Federal Reserve Notes
From 1914 to June 21, 1917, these banknotes were secured by 100% short term rediscounted commercial paper, plus a reserve of not less than 40% in gold. In 1917, the reserve requirements were changed to not less than 40% in gold with the balance to 10O% consisting in private and public obligations meeting certain legal requirements. From 1914 to 1933, Federal Reserve notes were redeemable in gold upon presentation. In 1933, their redeemability ceased except for those presented by foreign governments, their central banks and certain international organizations.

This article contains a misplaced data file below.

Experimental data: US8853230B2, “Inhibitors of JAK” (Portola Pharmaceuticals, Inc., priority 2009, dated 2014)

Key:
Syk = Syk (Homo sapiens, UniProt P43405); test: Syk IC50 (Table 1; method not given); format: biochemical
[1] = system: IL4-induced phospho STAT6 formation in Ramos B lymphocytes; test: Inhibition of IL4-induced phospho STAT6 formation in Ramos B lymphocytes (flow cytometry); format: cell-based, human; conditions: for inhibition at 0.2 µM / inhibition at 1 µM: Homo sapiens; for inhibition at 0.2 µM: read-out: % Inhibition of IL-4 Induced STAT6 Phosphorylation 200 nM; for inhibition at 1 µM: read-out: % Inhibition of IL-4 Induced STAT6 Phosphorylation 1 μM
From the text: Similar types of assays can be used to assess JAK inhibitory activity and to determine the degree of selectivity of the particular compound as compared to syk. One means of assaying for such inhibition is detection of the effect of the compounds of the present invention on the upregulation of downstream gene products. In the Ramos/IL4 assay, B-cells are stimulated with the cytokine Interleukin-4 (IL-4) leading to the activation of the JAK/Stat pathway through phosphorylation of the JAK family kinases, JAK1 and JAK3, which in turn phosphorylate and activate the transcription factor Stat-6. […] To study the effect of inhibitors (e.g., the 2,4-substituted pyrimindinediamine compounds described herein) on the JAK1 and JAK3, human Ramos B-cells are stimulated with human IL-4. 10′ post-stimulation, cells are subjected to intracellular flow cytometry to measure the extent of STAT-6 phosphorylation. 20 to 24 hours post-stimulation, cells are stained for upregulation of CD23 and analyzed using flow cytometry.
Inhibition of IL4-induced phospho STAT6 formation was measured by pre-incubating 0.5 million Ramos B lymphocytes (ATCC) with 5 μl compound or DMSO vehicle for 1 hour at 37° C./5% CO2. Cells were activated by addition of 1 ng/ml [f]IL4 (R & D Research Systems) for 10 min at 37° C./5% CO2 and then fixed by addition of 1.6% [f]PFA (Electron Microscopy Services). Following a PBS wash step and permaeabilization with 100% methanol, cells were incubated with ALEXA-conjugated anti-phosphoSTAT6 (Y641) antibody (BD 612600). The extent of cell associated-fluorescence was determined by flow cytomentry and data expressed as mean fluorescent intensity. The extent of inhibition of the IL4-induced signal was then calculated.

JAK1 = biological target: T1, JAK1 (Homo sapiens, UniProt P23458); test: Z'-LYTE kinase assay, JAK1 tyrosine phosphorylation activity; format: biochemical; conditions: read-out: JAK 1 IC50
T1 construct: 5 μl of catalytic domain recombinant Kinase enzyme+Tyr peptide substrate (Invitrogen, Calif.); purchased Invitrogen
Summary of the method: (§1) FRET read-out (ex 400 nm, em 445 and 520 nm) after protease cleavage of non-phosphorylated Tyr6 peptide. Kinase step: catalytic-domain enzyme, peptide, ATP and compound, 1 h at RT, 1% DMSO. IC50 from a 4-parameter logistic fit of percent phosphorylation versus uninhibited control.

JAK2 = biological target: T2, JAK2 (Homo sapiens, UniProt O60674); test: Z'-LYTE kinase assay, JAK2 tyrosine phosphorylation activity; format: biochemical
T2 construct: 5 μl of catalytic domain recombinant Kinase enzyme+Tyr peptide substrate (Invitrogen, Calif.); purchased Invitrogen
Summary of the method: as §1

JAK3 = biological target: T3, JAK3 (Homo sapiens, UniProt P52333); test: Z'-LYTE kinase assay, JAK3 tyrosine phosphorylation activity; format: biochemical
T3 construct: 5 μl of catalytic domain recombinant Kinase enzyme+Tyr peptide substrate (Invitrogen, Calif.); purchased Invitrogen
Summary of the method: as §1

In 1945, during World War II, the gold reserve requirement was reduced to "not less than 25%." In the 1960's, as the actual gold reserves dropped, there was considerable agitation for the reduction or elimination of this requirement. In 1968, the gold reserve requirement was dropped. Since then they have been secured solely by evidences of private and public debts and have been issuable without limit against such debts. On August 15, 1971, President Richard Nixon suspended their redeemability by foreign governments, their central banks and international organizations. Since then they are in effect fiat money.
- Percy L. Greaves, Jr. "Mises Made Easier ", 1974. Referenced 2014-07-12.